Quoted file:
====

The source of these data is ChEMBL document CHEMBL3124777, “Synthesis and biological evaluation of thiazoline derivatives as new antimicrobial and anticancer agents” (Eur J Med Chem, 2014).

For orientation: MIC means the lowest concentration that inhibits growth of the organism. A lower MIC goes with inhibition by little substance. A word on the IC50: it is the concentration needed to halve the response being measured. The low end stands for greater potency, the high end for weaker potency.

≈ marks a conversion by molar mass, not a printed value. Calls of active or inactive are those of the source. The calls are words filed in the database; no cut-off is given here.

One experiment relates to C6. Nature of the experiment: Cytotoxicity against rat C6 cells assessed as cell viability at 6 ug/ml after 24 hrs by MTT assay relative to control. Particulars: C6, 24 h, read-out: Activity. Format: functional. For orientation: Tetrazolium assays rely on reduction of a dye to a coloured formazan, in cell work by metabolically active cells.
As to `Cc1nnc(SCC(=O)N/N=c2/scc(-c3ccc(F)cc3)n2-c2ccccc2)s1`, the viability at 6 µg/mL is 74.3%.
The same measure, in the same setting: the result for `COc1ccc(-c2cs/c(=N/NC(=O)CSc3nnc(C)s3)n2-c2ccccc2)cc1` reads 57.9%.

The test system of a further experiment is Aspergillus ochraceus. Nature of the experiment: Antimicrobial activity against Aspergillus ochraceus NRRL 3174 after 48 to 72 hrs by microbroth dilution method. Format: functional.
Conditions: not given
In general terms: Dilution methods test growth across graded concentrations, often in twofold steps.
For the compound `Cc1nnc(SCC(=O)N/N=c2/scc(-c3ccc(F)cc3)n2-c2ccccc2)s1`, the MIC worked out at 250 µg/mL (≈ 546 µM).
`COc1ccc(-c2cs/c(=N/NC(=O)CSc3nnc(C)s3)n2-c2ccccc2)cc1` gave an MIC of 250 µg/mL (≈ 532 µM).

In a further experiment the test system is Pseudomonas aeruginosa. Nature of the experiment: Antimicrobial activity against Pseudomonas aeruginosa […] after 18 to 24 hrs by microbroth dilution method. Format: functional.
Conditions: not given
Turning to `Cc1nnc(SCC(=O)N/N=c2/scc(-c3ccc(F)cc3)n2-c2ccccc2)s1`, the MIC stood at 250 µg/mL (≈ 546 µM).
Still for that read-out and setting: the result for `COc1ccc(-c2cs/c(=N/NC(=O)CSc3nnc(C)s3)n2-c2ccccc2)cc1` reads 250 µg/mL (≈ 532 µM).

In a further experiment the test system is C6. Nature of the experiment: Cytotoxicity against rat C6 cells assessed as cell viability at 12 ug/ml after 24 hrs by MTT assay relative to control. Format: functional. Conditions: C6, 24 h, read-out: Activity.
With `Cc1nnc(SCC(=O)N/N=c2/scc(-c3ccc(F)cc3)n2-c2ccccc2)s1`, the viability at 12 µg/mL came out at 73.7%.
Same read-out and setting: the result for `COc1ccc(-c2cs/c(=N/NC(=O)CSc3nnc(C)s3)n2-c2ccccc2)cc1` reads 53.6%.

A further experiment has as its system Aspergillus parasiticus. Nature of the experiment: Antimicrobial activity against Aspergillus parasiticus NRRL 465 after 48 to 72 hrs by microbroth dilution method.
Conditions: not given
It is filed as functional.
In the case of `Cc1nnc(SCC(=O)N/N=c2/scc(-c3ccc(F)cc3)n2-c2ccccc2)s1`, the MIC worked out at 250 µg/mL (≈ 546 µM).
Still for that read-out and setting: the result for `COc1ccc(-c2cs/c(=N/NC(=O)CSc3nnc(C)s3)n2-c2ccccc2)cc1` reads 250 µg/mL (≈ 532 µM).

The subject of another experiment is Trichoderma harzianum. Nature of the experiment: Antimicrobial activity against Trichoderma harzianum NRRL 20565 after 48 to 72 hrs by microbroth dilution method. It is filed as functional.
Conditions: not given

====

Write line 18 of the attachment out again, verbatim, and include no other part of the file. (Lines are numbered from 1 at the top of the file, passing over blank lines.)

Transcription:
Same read-out and setting: the result for `COc1ccc(-c2cs/c(=N/NC(=O)CSc3nnc(C)s3)n2-c2ccccc2)cc1` reads 53.6%.